16 August 2016

New sites

It's been awhile since I've posted on here, but that doesn't mean stuff hasn't been going on. I've been using Instagram significantly more (sometimes it's just easier) and made a facebook page for the business aspect.

You can access my Instagram HERE
and the Facebook page HERE

You'll find them updated on a much more consistent basis. This page will be more geared to instructional posts and major builds.

17 April 2016

Moto Guzzi V700 / Ambassador /Eldorado Rear / Final Drive Rebuild Part I

Really this is only half a rebuild as the pinion didn't need any re-shimming and was in great shape. That being said, I haven't found any rebuilds with pictures that cover the early stuff, and I do some things a little differently than others, so hopefully this will prove helpful. I cut my teeth on vintage BMWs so it's only natural that this procedure involves extensive use of the freezer and a heat gun.

Follow these steps at your own discretion and use your head and the proper PPE. I'm not responsible for anyone hurting themselves or ruining their drive.

The rear drive in pieces. Note, I removed the large outer bearing from the flange prior to reassembly. Also note that I installed studs into drive where it formerly would bolt onto the swingarm.

First, we have the replacement drive splines. You'll need to put the inner needle bearing race onto the splines. I perform this by freezing the splines for about 5-10 minutes, then heating the bearing race with a heat gun to the point that you'll need welding (or other thick) gloves to pick it up, you don't have to go crazy. Once it's hot, remove the splines from the freezer and drop the race right on, you shouldn't even need to drive it on, it should just fall right into place.

Next, insert the new splines into the crown gear. Again, this is accomplished with heat and freezing. Put the splines with the bearing race attached back into the freezer and heat the crown gear, again don't go crazy, this isn't a BMW and the tolerances aren't as insanely tight. Drop the heated crown gear right onto the spline piece, it should drop in easily and you'll have plenty of time to rotate the crown gear with ease to line up the bolt threads.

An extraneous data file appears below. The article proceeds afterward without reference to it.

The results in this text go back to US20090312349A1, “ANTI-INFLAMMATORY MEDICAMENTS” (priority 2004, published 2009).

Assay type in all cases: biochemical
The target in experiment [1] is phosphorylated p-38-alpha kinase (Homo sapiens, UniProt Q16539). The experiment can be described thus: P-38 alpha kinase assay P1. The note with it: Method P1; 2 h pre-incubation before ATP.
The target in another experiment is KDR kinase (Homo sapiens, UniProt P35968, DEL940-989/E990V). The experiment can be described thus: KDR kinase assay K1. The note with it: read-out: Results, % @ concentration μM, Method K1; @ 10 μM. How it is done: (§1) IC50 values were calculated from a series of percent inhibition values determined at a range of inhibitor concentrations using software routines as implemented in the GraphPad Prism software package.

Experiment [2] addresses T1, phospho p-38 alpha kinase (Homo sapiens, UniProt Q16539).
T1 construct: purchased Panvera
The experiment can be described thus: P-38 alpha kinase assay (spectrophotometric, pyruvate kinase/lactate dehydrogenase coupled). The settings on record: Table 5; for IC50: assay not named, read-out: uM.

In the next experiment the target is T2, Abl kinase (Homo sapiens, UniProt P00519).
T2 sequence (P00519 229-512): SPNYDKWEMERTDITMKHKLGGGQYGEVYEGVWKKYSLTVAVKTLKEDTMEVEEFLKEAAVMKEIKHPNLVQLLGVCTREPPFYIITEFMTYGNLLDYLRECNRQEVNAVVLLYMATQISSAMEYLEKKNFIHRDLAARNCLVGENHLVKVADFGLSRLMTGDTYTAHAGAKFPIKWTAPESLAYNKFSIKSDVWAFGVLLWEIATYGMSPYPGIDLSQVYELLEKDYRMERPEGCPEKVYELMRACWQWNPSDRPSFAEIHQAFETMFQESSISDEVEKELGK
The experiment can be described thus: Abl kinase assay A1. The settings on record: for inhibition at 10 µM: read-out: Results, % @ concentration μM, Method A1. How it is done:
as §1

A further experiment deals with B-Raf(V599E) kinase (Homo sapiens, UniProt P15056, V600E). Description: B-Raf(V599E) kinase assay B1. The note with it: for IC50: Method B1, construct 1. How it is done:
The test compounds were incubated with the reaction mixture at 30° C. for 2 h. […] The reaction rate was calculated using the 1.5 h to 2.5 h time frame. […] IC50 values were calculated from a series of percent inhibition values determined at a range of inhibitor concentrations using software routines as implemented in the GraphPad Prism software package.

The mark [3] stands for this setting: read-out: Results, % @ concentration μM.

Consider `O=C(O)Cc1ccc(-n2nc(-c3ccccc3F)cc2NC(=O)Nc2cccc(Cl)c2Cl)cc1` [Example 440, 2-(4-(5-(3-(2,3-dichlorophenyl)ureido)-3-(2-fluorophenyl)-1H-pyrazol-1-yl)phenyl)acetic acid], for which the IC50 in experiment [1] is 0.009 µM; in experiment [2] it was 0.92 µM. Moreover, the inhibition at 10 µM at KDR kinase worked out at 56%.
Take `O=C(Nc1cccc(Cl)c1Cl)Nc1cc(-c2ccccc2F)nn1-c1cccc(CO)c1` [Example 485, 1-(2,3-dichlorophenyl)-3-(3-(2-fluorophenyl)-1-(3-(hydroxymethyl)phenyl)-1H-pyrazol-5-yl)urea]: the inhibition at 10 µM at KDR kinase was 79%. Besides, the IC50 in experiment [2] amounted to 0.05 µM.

Now it's time to bolt it on. Some people replace the tab washers with 8mm Schnorr locking washers as it's two steel pieces bolting together, but there's nothing wrong with the tab washers, just a matter of ease of assembly. Use Blue Loctite on the M8x1.25 bolts and torque them to 31 ft/lbs. I used an impact gun to remove these bolts during disassembly, but I'm a stickler for torque settings so I used a torque wrench on reassembly. In order to hold everything in place while I torqued everything down properly, I wrapped rubber hose (in this case radiator hose that I cut in half) around the outer diameter of the splined flange (to protect the metal) and put it into a vice (not too tight, just enough that it won't move excessively while being torqued down).

Time for the large bearing to be installed on the crown gear/splined flange. Again, heat and cold are your friends, freeze the crown gear assembly and heat the bearing. I heated the bearing until the residual gear oil that degreasing didn't remove completely just began to smoke a little. When it's that hot it will, like everything else so far, drop right into place on the crown gear assembly. These pieces will have to go back into the freezer, but let everything cool down to room temperature before you go and do that. Go have a beer or take a cigarette break and once it's cooled down enough, put it into the freezer.

After about 10 minutes of letting the assembled crown gear shrink in the freezer, begin heating up the aluminum flange. Get it nice and hot then go grab the crown gear out of the freezer and set it down on the work bench, spline side facing up. Pick up the flange (using gloves of course) and set it squarely on top of the crown gear and position it over the bearing. If everything is heated and cooled correctly, this will require minimal to no force. Once it's on, double check that the bearing is seated squarely in the flange.

Let everything cool down to room temperature again. Once the temperature on both pieces has normalized, you can put in a new inner seal. You're now about 50% done with reassembly.

16 April 2016